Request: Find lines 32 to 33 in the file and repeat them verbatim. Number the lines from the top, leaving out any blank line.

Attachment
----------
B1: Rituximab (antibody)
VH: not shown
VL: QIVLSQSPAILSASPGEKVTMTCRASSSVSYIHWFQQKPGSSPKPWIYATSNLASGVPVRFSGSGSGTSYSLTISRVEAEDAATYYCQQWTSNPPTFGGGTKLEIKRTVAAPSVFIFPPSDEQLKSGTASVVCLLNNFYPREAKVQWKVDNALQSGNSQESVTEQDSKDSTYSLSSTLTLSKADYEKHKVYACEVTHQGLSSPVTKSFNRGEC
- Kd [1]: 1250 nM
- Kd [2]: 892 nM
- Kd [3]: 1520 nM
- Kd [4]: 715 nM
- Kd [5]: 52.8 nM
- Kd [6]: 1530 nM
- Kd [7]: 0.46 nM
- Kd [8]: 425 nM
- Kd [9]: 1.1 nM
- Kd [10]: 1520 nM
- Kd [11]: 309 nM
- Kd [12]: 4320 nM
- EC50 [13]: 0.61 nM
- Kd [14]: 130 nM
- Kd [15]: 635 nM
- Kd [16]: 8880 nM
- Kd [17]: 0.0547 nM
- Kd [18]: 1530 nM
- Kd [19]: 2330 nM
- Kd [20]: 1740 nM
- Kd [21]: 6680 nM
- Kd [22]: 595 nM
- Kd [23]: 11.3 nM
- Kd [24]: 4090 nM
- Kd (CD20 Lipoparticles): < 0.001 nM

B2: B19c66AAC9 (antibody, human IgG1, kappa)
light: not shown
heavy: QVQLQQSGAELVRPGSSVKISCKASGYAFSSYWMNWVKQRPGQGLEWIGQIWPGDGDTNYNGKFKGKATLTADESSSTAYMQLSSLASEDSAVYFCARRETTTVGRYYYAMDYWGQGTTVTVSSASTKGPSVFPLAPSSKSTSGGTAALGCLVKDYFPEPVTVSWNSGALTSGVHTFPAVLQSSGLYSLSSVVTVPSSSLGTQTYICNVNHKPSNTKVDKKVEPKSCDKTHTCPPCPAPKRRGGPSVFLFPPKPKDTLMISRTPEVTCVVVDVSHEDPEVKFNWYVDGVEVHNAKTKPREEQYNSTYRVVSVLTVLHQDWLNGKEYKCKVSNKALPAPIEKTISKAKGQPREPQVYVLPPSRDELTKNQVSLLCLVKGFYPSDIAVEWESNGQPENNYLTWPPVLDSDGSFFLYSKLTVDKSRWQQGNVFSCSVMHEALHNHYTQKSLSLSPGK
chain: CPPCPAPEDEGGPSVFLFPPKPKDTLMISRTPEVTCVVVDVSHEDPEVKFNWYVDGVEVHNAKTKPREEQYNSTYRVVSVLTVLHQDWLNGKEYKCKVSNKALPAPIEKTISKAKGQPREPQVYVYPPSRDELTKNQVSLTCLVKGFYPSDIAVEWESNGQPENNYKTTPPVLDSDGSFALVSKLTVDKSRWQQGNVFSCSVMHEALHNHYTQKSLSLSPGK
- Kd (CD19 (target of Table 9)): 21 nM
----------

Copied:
chain: CPPCPAPEDEGGPSVFLFPPKPKDTLMISRTPEVTCVVVDVSHEDPEVKFNWYVDGVEVHNAKTKPREEQYNSTYRVVSVLTVLHQDWLNGKEYKCKVSNKALPAPIEKTISKAKGQPREPQVYVYPPSRDELTKNQVSLTCLVKGFYPSDIAVEWESNGQPENNYKTTPPVLDSDGSFALVSKLTVDKSRWQQGNVFSCSVMHEALHNHYTQKSLSLSPGK
- Kd (CD19 (target of Table 9)): 21 nM